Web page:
It was a match made in the verdant hills of Sundergarh. They were young and instantly struck a bond, strong enough to leave behind the pristine waterfalls and forests for a better future. Except, it was not to be. Mariyam (55) and Paulus Dang, both Scheduled Tribe Christians, were residents of two villages, around 20 km apart, in the northwestern district of Odisha.
They got married 20 years ago. After spending the first eight years of their marriage in Sundergarh, the couple decided to shift base to NCR. Paulus worked as a mason, Mariyam looked after the house. Sometime in 2006, they arrived in Gurgaon through contractors — and things started falling apart.
According to Mariyam, who was restored with her family after 12 years on Tuesday, Paulus left home one day saying he was going out in search of work. She has not seen him ever since.
The staff at Delhi’s Nav Kiran Halfway Home for the mentally ill told The Indian Express that after her husband left, Mariyam took up a job as a domestic help in Gurgaon. “All she remembers from that period is that she was hit by a rod by her employer one day. To escape further torture, she fled,” Jagriti Singh, a psychiatric social worker at Nav Kiran, said.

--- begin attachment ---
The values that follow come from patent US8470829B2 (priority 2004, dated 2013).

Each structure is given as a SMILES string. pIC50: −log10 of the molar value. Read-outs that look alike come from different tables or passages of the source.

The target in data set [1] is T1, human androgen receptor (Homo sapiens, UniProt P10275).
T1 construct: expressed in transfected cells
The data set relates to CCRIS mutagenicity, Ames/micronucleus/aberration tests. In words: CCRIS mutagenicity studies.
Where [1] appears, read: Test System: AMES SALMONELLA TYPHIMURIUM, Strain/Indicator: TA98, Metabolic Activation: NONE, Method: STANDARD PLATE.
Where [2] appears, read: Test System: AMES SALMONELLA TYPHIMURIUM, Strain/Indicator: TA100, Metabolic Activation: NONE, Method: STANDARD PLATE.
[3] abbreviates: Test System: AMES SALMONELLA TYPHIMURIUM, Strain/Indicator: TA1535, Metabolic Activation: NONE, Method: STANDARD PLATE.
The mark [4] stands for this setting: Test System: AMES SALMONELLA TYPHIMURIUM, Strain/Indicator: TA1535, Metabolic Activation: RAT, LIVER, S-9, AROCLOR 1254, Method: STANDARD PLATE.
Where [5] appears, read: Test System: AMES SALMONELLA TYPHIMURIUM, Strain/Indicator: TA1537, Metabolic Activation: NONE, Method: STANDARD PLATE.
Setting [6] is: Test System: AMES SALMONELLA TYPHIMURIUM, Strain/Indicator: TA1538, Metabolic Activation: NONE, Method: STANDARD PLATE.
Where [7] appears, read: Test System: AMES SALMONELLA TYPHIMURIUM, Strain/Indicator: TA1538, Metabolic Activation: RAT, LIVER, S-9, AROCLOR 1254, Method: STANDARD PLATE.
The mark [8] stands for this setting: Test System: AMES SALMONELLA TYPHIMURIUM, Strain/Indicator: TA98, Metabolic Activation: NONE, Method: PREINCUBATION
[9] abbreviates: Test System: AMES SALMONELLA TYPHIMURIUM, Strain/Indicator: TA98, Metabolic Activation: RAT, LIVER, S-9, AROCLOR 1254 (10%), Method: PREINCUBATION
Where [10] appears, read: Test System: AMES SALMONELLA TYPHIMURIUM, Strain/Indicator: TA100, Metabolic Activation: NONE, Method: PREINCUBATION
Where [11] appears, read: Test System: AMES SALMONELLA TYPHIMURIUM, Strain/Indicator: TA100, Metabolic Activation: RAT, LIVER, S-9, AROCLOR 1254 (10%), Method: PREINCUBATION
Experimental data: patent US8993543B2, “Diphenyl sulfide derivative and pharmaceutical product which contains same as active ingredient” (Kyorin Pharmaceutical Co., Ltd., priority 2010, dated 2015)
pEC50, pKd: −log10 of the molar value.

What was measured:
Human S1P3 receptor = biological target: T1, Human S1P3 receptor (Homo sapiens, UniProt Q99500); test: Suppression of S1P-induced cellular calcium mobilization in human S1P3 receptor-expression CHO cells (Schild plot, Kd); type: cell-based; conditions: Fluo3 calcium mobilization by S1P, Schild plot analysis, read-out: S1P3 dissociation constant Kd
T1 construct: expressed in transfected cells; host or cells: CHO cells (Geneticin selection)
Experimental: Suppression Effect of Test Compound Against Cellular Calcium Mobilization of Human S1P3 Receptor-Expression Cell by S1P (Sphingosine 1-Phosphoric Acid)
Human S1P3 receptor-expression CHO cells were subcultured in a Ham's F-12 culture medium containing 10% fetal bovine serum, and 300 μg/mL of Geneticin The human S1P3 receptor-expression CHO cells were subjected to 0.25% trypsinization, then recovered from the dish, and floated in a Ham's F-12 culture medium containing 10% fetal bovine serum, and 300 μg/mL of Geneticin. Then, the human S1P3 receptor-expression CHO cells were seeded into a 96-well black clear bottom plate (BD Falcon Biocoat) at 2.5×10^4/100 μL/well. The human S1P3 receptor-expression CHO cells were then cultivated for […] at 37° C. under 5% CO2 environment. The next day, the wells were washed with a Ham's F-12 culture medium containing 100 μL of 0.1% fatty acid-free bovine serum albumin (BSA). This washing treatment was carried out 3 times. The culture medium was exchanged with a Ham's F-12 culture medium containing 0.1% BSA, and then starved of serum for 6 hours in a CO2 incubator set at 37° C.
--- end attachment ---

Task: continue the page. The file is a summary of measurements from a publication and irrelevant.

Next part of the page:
On Tuesday, Mariyam was beaming on meeting her brother Joseph Jojo, a farmer who travelled to Delhi the moment local police in Sundergarh came knocking with the question: did anyone by the name Mariyam go missing 12 years ago? His voice choking, Jojo described how they desperately looked for Mariyam all these years. “We didn’t know where to go. We had nearly given up hope.”
Nav Kiran staffers said Mariyam was found abandoned by the Delhi Police, which dropped her at the government-run Nirmal Chhaya Home for women in March 2017. She was brought to Nav Kiran, which currently has 54 inmates, on February 9 on a Dwarka court’s order.
The Home, catering to mentally ill patients who are not fit to stay at home but do not need hospitalisation either, was started in August 2017, superintendent Sangeeta Khatri said.
Sudipta Mazumdar, a clinical psychologist at Nav Kiran, said Mariyam is now off medication. “Initially, she was not able to tell her address. But gradually, she started communicating. When she told us the name of her village, we contacted local police,” Mazumdar said.
Mariyam and her brother Tuesday appeared before a Dwarka court, which ordered that she be reunited with her family. Afterwards, she was back at Nav Kiran to pack her belongings. Her brother teased her, saying she might not be able to recognise their village as it has seen a radical change over the last decade. Asked if she would like to visit Delhi in the future, Mariyam said, “Never again.”